INEQUALITY AND EMPOWERMENT: THE POLITICAL FOUNDATIONS OF POST-WAR DECENTRALIZATION AND DEVELOPMENT IN EL SALVADOR, 1992-2000
This dissertation is about decentralization and agrarian politics in post-war El Salvador (1992-1998). Decentralization of government has been prescribed widely in Latin America over the past two decades, justified on the premise that it encourages more accountable governance by empowering local actors. However, under conditions of high inequality and weak democracy, decentralization tends to reinforce already existing distributions of power is frequently captured instead by powerful elites as a top-down strategy for preserving their interests. Given this ambiguous mandate, a performance standard for empowered local actors is required. I propose a novel conceptualization of empowerment as my dependent variable that is multidimensional and is examined at three levels of analysis (individual, meso-organizational, macro-societal). I hypothesize that under conditions of high inequality and weak institutions, decentralization works (i.e. empowerment is achieved) when local actors acquire capital resources and through collective action they contest inequality to convert those resources into sustainable livelihood improvements and more favorable power relations. Effective decentralization can therefore be contentious and may disempower local actors when collective action problems are insurmountable. In El Salvador, two competing empowerment strategies may be distinguished. Empowerment by invitation is a top-down, elite brokered process of political negotiation, premised upon a positive sum distribution of the benefits and a prior acceptance of the rules of the game. Empowerment through conflict, on the other hand, implies a bottom-up, zero-sum contestation over political benefits, as well as very rules and privileges that assure elites a cut of any subsequent benefit distribution. To assess the performance of these competing empowerment strategies, I conduct a most similar case study comparison of three conflictive municipalities in the paracentral region of El Salvador that differ in one fundamental factor: their respective insurgent, hard-line counter-insurgent and moderate counter-insurgent political histories. Using survey analysis and process tracing, the evidence shows that where decentralization reinforced a process of diminishing inequality (Tecoluca) local actors were empowered to collect more local taxes, provide better services, achieve efficacious participation and attain more far reaching institutional coordination. The persistence of high inequality in both counter-insurgent cases weakened mechanisms for participation, accountability and transparency that in turn made decentralization highly susceptible to bureaucratic resistance, corruption and the prioritization of elite interests in other words, political capture.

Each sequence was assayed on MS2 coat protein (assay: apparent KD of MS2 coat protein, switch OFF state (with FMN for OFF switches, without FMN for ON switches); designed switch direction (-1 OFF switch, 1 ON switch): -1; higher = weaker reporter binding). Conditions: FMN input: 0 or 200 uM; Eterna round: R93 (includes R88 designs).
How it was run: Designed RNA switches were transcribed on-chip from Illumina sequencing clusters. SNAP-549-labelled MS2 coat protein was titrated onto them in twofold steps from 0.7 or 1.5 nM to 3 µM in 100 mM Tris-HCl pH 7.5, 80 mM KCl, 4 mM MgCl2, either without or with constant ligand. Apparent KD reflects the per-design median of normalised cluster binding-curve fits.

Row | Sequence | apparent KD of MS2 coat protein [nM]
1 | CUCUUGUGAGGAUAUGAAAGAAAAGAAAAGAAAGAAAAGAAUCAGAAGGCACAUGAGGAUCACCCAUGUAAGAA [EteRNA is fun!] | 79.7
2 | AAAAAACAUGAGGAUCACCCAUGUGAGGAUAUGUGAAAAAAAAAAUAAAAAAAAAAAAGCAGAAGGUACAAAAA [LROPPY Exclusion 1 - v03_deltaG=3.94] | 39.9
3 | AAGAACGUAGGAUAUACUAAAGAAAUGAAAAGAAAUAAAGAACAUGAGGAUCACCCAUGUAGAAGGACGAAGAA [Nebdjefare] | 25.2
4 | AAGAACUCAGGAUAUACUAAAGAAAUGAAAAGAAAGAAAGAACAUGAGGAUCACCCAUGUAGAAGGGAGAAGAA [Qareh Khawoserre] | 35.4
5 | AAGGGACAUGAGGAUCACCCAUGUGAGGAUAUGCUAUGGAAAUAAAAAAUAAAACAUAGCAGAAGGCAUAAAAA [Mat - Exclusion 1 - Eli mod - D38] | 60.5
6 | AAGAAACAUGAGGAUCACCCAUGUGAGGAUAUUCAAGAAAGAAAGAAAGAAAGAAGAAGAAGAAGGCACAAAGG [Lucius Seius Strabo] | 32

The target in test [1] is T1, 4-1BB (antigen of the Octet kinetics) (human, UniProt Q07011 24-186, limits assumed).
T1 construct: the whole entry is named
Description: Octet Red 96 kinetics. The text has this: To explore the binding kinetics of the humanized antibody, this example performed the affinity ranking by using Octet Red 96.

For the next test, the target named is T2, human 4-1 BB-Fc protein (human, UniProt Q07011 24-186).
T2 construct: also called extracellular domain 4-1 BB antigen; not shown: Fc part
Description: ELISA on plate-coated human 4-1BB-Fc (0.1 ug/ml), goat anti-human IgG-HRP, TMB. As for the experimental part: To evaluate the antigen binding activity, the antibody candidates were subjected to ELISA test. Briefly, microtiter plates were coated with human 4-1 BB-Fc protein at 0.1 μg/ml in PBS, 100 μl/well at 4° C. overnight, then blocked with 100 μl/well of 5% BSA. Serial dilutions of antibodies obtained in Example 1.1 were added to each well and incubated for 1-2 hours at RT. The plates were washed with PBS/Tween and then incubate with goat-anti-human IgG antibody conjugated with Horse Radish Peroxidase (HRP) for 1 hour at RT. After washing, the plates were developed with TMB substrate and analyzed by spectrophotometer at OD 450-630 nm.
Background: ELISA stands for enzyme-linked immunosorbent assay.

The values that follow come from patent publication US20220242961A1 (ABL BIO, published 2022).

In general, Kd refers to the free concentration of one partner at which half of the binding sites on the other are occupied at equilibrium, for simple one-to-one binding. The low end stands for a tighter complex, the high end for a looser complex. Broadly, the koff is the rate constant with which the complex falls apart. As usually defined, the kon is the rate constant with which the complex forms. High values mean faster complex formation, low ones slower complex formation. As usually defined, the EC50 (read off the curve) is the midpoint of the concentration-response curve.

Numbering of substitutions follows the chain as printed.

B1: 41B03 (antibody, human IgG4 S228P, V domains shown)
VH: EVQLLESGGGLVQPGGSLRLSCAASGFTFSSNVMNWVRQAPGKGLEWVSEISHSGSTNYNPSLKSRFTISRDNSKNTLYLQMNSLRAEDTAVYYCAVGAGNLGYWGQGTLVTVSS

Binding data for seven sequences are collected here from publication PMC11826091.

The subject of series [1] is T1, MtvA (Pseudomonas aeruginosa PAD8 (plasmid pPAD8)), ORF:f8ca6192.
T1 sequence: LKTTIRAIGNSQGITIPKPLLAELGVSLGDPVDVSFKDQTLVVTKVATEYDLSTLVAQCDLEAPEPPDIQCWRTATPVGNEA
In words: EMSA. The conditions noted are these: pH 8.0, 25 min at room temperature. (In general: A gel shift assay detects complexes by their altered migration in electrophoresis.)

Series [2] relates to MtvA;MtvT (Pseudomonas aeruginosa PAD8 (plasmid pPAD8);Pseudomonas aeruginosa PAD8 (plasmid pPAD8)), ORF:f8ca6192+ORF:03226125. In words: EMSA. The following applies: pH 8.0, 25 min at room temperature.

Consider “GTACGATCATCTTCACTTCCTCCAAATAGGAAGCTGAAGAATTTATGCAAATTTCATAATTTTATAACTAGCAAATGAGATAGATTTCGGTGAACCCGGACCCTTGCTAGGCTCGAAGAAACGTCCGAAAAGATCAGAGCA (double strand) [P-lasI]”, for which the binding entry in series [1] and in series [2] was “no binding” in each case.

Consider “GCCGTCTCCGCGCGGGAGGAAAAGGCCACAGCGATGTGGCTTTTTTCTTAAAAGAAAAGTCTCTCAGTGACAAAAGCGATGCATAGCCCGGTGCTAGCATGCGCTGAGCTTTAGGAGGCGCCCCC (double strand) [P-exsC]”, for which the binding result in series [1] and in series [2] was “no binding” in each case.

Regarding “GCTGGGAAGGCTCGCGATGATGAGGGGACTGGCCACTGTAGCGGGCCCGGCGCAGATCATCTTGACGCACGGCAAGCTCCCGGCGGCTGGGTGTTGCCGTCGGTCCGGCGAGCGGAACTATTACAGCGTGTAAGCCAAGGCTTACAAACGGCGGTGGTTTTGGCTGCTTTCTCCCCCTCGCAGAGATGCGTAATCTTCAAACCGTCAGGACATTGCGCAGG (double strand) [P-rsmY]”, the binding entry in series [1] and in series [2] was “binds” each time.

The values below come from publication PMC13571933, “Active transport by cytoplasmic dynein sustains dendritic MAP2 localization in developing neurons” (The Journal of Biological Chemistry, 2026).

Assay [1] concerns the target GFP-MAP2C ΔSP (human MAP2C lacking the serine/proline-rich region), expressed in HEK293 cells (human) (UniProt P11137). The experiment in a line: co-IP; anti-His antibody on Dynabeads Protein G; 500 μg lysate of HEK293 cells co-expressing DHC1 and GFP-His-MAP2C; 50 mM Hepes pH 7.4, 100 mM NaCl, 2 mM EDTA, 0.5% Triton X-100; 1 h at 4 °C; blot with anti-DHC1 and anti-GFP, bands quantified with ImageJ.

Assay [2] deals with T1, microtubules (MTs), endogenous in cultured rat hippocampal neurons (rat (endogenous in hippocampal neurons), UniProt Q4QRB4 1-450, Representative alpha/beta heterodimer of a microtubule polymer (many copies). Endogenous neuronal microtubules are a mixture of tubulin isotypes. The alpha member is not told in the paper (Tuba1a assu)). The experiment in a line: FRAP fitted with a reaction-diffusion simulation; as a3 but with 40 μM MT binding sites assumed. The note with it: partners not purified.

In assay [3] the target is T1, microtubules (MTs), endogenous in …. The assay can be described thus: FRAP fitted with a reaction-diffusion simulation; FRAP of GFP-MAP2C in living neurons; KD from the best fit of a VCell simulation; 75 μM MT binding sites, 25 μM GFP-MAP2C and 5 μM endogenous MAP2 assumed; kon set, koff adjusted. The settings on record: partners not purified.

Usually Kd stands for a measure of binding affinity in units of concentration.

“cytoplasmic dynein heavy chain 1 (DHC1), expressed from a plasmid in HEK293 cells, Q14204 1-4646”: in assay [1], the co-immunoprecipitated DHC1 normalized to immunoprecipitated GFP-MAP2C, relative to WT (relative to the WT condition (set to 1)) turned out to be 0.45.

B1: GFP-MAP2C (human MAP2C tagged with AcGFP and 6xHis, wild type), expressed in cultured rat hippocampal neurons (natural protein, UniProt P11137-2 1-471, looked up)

Advisor:Scott Morgenstern; Anibal Perez-Linan; John Markoff; Barry Ames
School:University of Pittsburgh
School Location:USA - Pennsylvania
Source Type:Master's Thesis
Date of Publication:09/29/2006